‘I was not a responsible leader and do not feel myself guilty,’ writes Nazi war criminal in personal petition now publicly released.
Adolf Eichmann’s appeal for a pardon from Israel’s then president Yitzhak Ben-Zvi was refused and he was hanged two days later.
Israel has made public a decades-old handwritten plea for clemency from Nazi war criminal Adolf Eichmann for his role in the Holocaust, dated two days before he was executed.
In the request, written after he was brought to Israel in 1960, then tried, convicted and sentenced to death, Eichmann says the Israeli court overstated his role in organising the logistics of Hitler’s Final Solution, which involved the extermination of 6 million Jews.
“There is a need to draw a line between the leaders responsible and the people like me forced to serve as mere instruments in the hands of the leaders,” the presidency quoted Eichmann’s letter as saying.
“I was not a responsible leader, and as such do not feel myself guilty,” the German wrote.
“I am not able to recognise the court’s ruling as just, and I ask, Your Honour Mr President, to exercise your right to grant pardons, and order that the death penalty not be carried out.”
The letter was signed and dated: “Adolf Eichmann Jerusalem, May 29, 1962.”
He was hanged at about midnight on 31 May.
Eichmann, one of the main organisers of the Holocaust, escaped from a prisoner-of-war camp after the second world war and fled to Argentina in 1950, where he lived under a pseudonym until he was snatched by Mossad agents in Buenos Aires in May 1960 and smuggled into Israel.
The ability of the security services to bring him to justice was a source of pride for the Jewish state, and Rivlin referred to the trial as a momentous moment in Israel’s history.
“In the first years after the Holocaust, the people in Israel were busy rebuilding and founding an independent state,” he said. “The renewed Israeli society was not in the mindset to, or able to, remember.
“The Eichmann trial broke the dam of silence. The ability of the young Jewish state to capture the Nazi murderer afforded a basic sense of security to the survivors of the Holocaust.”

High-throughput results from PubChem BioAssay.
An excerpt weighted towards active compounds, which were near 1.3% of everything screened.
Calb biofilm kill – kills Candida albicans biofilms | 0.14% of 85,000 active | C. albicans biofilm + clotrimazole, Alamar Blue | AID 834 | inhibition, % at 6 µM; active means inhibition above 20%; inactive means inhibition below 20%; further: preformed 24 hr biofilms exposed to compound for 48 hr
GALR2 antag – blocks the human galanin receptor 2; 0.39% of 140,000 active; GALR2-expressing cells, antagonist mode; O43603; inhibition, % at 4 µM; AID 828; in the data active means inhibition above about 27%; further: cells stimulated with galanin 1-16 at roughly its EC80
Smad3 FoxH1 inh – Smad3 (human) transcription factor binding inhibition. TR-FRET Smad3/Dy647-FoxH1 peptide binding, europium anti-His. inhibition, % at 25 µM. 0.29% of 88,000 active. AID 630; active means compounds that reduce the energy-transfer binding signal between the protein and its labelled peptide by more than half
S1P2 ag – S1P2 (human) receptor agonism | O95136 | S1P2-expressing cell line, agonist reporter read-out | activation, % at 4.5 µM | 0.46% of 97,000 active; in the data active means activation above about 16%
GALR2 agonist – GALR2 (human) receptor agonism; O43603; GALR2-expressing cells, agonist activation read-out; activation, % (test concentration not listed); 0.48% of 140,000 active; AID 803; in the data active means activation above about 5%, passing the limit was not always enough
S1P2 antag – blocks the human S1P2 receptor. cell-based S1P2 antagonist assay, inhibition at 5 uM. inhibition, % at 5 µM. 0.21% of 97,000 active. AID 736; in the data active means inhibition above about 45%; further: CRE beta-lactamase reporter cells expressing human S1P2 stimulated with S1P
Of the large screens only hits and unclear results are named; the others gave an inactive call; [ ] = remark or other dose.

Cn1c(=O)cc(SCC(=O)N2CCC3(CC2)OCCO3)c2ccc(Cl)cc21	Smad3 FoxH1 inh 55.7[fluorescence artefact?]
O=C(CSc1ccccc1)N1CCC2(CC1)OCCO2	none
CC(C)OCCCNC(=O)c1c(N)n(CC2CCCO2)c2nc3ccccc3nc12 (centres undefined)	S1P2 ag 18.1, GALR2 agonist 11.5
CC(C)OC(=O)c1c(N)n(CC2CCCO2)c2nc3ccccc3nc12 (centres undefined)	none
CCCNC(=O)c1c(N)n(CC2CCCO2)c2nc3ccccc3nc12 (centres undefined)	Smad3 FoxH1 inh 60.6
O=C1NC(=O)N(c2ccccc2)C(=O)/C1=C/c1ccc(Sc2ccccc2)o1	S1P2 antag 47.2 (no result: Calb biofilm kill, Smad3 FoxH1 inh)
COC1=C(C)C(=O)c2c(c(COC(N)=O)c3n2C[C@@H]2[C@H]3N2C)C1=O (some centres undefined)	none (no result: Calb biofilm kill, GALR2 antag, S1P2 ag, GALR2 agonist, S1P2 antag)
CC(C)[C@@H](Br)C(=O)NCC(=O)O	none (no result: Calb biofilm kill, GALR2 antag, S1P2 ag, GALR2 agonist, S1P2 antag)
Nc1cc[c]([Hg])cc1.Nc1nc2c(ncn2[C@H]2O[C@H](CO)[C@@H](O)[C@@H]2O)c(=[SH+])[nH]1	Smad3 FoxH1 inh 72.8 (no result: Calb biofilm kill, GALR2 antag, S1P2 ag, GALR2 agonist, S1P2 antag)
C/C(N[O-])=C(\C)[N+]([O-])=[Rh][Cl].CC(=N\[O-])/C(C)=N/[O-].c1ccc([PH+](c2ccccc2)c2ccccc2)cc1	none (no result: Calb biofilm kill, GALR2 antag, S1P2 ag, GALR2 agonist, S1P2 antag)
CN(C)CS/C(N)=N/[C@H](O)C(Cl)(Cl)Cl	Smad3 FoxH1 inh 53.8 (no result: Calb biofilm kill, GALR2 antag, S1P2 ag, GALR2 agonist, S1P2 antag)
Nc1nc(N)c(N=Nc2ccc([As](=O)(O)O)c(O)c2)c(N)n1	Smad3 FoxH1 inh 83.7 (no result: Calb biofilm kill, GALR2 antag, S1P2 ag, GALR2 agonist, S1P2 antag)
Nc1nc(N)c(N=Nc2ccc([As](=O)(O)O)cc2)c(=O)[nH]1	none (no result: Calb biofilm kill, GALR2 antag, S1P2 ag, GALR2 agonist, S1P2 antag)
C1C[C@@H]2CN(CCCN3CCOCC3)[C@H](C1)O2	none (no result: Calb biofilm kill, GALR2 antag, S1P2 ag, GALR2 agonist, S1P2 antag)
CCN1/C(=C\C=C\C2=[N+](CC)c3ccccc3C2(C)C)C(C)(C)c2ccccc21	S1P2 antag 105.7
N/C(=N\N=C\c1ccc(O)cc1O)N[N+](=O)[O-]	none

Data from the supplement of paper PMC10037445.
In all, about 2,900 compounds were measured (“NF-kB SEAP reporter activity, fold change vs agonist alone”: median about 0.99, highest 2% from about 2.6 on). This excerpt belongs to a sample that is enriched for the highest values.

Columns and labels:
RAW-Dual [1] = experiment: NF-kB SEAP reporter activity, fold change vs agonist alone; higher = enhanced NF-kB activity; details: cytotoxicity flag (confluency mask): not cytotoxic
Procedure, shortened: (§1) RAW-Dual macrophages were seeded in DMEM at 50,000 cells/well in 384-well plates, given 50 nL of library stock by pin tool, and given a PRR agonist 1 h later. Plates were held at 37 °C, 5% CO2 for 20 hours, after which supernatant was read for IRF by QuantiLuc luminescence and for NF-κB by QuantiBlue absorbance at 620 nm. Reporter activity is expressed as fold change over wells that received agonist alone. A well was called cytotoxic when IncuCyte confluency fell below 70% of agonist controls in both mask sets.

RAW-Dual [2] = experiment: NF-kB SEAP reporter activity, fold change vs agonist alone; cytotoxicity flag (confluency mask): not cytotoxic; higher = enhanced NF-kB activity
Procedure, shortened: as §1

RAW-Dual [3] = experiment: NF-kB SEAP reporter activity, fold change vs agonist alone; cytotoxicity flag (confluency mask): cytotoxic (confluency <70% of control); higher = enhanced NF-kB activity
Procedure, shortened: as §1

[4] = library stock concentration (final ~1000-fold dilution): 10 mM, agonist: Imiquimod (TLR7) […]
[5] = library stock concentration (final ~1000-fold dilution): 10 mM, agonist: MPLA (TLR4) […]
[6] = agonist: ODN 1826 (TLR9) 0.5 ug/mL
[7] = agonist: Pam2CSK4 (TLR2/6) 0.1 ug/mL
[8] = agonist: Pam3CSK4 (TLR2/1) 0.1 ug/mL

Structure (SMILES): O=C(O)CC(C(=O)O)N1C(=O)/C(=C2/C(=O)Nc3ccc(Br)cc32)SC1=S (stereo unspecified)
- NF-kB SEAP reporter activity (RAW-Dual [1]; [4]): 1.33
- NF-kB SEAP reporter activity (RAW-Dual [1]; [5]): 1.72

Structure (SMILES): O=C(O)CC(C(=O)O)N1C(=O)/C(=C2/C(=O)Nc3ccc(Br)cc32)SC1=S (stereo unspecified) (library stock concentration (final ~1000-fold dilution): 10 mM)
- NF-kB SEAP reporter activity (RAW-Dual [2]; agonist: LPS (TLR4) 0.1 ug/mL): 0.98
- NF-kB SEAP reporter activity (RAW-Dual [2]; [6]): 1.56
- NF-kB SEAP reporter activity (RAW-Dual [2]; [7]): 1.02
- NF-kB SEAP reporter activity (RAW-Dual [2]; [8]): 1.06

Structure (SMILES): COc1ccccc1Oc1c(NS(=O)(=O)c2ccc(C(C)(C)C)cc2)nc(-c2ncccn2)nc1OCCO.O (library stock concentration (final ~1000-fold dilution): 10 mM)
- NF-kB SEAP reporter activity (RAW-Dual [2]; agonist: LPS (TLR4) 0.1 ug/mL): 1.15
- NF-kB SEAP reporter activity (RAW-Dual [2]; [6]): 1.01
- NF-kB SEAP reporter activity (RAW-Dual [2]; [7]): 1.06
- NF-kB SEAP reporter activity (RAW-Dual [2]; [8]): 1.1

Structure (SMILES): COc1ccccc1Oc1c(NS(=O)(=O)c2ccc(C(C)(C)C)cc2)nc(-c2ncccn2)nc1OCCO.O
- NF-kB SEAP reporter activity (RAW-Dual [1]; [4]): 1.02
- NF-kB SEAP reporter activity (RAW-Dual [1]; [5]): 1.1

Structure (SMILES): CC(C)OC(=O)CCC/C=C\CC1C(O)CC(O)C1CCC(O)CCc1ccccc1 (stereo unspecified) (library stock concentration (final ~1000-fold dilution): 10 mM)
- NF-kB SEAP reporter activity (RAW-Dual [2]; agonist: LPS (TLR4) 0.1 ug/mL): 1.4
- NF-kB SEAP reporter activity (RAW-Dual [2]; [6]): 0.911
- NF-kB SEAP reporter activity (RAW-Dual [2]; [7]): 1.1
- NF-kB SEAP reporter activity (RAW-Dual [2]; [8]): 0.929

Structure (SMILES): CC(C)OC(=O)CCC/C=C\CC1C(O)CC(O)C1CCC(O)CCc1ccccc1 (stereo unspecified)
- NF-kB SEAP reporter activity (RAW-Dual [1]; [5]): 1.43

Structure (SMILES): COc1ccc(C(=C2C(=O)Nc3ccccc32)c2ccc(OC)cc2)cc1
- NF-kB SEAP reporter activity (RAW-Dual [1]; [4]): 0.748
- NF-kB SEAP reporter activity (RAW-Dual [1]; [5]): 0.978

Israel and its allies have continued to use their resources across the globe to pursue those responsible for carrying out the Holocaust, even though the majority of perpetrators are now close to death.
On Tuesday, the Simon Wiesenthal Center – named after the famous Nazi hunter – produced a list of 10 alleged Nazis who could be prosecuted in 2016. Of the 10, four have trial dates already slated in Germany this year. Among them is Helma Kissner, who served as a radio operator in the Auschwitz death camp for four months in July 1944.
Efraim Zuroff, the Jerusalem director of the centre, said it would continue to chase every remaining perpetrator as “we owe it to the victims”.
“The passage of time in no way diminishes the guilt of the killers. Old age should not afford protection to people that committed such heinous crimes,” he told AFP. “The trials send a powerful message about the significance of the Holocaust.”
As the number of second world war Nazis alive diminishes, Zuroff said his centre was also seeking to focus on historical accuracy – with strands of different societies in Europe keen to play down their role in the killings.
The Israeli prime minister, Binyamin Netanyahu, in a statement on Tuesday, warned that antisemitism was again growing in Europe.
“Even respected western opinion leaders have become afflicted with hatred for the Jewish people and the Jewish state,” Netanyahu said, without giving names. “The obsession with the Jews – the fixation on the Jewish state – defies any other rational explanation.”
Other documents presented at Wednesday’s commemoration, in the presence of Holocaust survivors, included requests for clemency from Eichmann’s wife Vera and his five brothers, along with Ben-Zvi’s letter to his justice minister rejecting the appeals.
Also in the collection, recently digitised by the presidential archives, are a transcript of Eichmann’s defence counsel’s supreme court appeal, the handwritten opinion of justice minister Dov Yosef, and a note by prosecutor Gideon Hausner for his opening address.
Israel marks its own Holocaust remembrance day, which this year will be held on 4-5 May.